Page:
Before turning over the mic to Hamzah, Zawahiri apparently alludes to the massacre at Charlie Hebdo’soffices in Paris in January. Zawahiri asks Allah to “reward our brothers in” al Qaeda in the Arabian Peninsula (AQAP) “for they have fulfilled his promise and healed the chests of the believers.” This language is a reference to al Qaeda’s current campaign against alleged blasphemers, who have supposedly wounded “believers” with their words and images. AQAP claimed responsibility for the Charlie Hebdo assault, saying it was carried out according to Zawahiri’s orders.

Hamzah then begins to speak about current affairs. However, an Arabic transcript posted with the message indicates his audio was recorded in May or June of this year, meaning it is somewhat dated. Indeed, Hamzah praises Taliban emir Mullah Omar, saying he is the “hidden, pious sheikh” and “the firm mountain of jihad.” Hamzah asks Allah to “preserve” Omar, indicating that he thought the Taliban chieftain was alive when his audio was recorded.

Hamzah also renews his bayat (oath of allegiance) to Omar.

“From here, in following my father, may Allah have mercy on him, I renew my pledge of allegiance to Emir of the Believers Mullah Muhammad Omar, and I say to him: I pledge to you to listen and obey, in promoting virtue and waging jihad in the cause of Allah the Great and Almighty,” Hamzah says, according to SITE’s translation.

According to some sources, including Afghan intelligence, Omar passed away in April 2013, or more than two years before the Taliban officially announced his death. If true, then this means that Hamzah and al Qaeda’s senior leadership reaffirmed their loyalty to a corpse.

It is possible that Omar did die in 2013 and al Qaeda somehow did not know this. Given al Qaeda’s close relationship with the Taliban’s new leadership, including Mullah Akhtar Mohammad Mansour, who served as Omar’s deputy and is now his successor, this would more than a little surprising. It is also possible that al Qaeda’s leaders knew Omar was dead and decided to pretend that he was alive for their own sake, as part of an attempt to unite the ranks in the jihadist community. Or, it could be the case that Omar finally perished more recently than the Afghan government and other sources have said.

In any event, Hamzah clearly refers to Omar as if he was alive just a few months ago.

While praising Zawahiri as a jihadist leader, Hamzah does not swear allegiance directly to him. This is different from the leaders of each regional branch of al Qaeda, all whom have sworn their fealty to Zawahiri.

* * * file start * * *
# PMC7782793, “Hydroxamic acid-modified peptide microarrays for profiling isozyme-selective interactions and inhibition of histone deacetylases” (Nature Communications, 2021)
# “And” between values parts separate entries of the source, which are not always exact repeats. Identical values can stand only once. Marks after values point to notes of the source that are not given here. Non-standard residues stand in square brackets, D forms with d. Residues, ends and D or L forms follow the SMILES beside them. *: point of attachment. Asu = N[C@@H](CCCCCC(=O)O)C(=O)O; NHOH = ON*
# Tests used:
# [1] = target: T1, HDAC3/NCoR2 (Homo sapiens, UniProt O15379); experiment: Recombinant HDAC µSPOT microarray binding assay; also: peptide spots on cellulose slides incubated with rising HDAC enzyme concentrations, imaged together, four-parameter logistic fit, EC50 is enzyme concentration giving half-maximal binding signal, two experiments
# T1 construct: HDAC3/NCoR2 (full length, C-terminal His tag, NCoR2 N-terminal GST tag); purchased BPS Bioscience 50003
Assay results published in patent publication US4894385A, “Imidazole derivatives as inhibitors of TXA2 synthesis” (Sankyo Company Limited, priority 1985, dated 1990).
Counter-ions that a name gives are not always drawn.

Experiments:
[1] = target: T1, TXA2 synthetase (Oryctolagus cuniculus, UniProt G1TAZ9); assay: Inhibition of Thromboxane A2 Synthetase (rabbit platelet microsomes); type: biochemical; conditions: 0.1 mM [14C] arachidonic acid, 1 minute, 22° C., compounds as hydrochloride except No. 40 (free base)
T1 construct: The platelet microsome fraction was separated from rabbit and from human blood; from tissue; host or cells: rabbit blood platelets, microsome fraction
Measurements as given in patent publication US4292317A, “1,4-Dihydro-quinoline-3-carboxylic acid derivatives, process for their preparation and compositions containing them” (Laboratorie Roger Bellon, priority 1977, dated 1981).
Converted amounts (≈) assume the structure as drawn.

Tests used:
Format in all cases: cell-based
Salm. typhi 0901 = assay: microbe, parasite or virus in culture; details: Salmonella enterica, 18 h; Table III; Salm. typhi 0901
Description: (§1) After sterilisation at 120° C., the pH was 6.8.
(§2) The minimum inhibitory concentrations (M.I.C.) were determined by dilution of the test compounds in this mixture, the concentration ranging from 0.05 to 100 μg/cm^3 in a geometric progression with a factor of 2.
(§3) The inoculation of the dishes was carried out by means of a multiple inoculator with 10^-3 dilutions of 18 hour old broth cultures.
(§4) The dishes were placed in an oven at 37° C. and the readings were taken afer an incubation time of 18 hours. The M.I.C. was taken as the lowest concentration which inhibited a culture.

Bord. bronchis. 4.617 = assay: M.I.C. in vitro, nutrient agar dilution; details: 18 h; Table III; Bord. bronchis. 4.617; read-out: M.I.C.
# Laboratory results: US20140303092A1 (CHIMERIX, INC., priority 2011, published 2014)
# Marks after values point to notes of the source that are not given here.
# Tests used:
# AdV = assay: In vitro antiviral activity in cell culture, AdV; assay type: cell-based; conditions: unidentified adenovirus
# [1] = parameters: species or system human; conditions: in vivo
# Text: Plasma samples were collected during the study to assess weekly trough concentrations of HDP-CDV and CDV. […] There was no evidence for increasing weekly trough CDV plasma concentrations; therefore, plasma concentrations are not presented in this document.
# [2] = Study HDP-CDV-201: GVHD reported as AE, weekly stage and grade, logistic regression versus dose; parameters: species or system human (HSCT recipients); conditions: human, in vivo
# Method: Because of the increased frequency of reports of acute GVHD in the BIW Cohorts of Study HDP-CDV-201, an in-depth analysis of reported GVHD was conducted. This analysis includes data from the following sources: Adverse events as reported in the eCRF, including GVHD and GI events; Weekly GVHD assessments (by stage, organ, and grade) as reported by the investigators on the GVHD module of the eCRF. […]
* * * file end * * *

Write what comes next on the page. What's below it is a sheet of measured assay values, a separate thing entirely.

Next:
While al Qaeda’s branches respected Mullah Omar as the “Emir of the Faithful,” their loyalty has always been to al Qaeda’s overall emir, who, in turn, has pledged his allegiance to Omar. Zawahiri first pledged himself to Omar and, earlier this month, to Mansour. Therefore, al Qaeda’s regional operations are loyal to Mansour through Zawahiri.

Hamzah honors the leader of each al Qaeda branch. He begins with Nasir al Wuhayshi, who led AQAP until he was killed in a US drone strike in June, just weeks after Hamzah’s recording session. Wuhayshi was succeeded by Qasim al Raymi, who quickly reaffirmed his own allegiance to Zawahiri. Interestingly, Hamzah refers to Wuhayshi as al Qaeda’s “deputy emir,” indicating that he held the same position that Zawahiri himself once did under Osama bin Laden.

In addition to being the head of AQAP, Wuhayshi’s role as al Qaeda’s global general manager from 2013 onward has been widely reported. But under bin Laden that job was separate from the deputy emir’s slot. Al Qaeda’s general manager at the time of bin Laden’s death was Atiyah Abd al Rahman, who was subsequently killed in a US drone strike. Wuhayshi’s status as deputy emir of al Qaeda was never publicly announced by the group.

Osama’s heir continues with a roll call of other al Qaeda regional emirs, including al Qaeda in the Islamic Maghreb’s (AQIM) Abdulmalek Droukdel, al Qaeda in the Indian Subcontinent’s (AQIS) Asim Umar,Shabaab’s Abu Obaidah Ahmed Omar, and Al Nusrah Front’s Abu Muhammad al Julani. Hamzah does not mention Abu Bakr al Baghdadi’s al Qaeda offshoot, the Islamic State, but he clearly had Baghdadi’s men in mind when addressing Julani, whom he describes as the “bold commander.”

“We thank your jihad, your firmness, and your great, unique sacrifices through which you have revived the feats of the ancestors of Islam,” Hamzah says to Julani, according to SITE. “But we were pained and saddened…due to the sedition that pervaded your field, and there is no power or strength but with Allah. We advise you to stay away as far as possible from this sedition.” Here, Hamzah is clearly referring to the infighting between the jihadists in Syria. The conflict has repeatedly pitted Julani’s Nusrah against Baghdadi’s Islamic State.

A standard motif in al Qaeda’s productions is to call for influential and well-known jihadists to be freed from their imprisonment. Thus, Hamzah tips his hat to  Sheikh Omar Abdul Rahman (a.k.a. the “Blind Sheikh,” who is imprisoned in the US on terrorism charges), Sheikh Suleiman al Alwan (a famous al Qaeda-affiliated cleric detained in Saudi Arabia), and 9/11 planner Khalid Sheikh Muhammad (held by the US at Guantanamo).

Hamzah spent a number of years in detention in Iran. And he calls for some of the al Qaeda leaders he was detained with there to be freed.

“And from among my sheikhs through whose hands I was educated: Sheikh Ahmed Hassan Abu al Kheir, Sheikh Abu Muhammad al Masri, Sheikh Saif al Adl, and Sheikh Sulaiman Abu Ghaith, may Allah release them all,” Hamzah says. His mention of Saif al Adl, one of al Qaeda’s most senior military commanders, is especially intriguing. Hamzah indicates that al Adl is imprisoned. Various reports have claimed that al Adl was freed from Iranian custody, but his status at any given time has always been murky. Abu Ghaith, a former al Qaeda spokesman, is imprisoned in the US, but was also detained inside Iran for a time.